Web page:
Written by Chris Dalrymple, DC   
Tuesday, August 11, 2015 12:00 AM

1800:  Thirteen of the 16 existing states had given their state medical societies the authority to both examine and license university-trained and apprentice-trained practitioners.

1803:  Massachusetts allows Harvard Medical School to license its graduates and other states also began to permit their medical schools to license their graduates creating an "alternative pathway to a medical license encouraging a rapid proliferation of medical schools in the early 1800s.  "Those who entered the medical schools were not required to have a high school education, and some of the medical schools provided no more than a few months of training before licensing their graduates.  Furthermore, most [medical] schools provided no clinical training."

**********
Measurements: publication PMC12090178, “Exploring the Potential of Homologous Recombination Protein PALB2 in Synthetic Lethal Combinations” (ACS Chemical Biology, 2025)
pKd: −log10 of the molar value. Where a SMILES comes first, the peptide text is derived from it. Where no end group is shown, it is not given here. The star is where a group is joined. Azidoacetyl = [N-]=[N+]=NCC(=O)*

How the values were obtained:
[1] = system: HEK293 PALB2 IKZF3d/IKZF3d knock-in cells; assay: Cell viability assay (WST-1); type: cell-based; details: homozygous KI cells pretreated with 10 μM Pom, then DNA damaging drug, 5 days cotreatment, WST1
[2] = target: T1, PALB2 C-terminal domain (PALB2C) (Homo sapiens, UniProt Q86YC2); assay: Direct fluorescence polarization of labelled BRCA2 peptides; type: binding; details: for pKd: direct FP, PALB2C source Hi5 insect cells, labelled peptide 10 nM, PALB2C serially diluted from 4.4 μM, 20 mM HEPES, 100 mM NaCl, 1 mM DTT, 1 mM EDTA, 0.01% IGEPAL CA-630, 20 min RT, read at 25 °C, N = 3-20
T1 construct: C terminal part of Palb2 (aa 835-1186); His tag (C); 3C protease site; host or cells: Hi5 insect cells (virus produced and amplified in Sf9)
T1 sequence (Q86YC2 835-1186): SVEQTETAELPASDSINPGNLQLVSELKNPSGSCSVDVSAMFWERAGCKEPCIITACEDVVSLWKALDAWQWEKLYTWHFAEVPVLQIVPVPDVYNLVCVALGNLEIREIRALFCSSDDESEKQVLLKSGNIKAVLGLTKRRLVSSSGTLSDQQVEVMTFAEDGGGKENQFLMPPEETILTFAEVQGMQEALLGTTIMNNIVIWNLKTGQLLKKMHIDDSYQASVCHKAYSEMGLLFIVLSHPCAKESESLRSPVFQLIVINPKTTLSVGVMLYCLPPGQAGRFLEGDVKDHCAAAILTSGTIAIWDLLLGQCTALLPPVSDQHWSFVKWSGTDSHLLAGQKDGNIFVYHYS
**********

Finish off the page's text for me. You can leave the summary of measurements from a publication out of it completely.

First half of 1800s:  “The practice of medicine was deregulated during the first half of the 1800s.”  “This period saw the growth of new schools of thought about how to practice medicine.  Lay healers, bone setters, botanic Thompsonians, homeopaths, eclectics, and others began to offer medical services, and these ‘new schools’ of medicine rapidly produced practitioners for the masses.  States began to repeal licensing laws, and by 1849, only New Jersey and the District of Columbia had laws that set out anything close to a regulatory scheme."

Note:  B.C.E. and C.E. are the “modern scientific nomenclature” to represent B.C. and A.D.  They represent “Before Common Era” and “Common Era."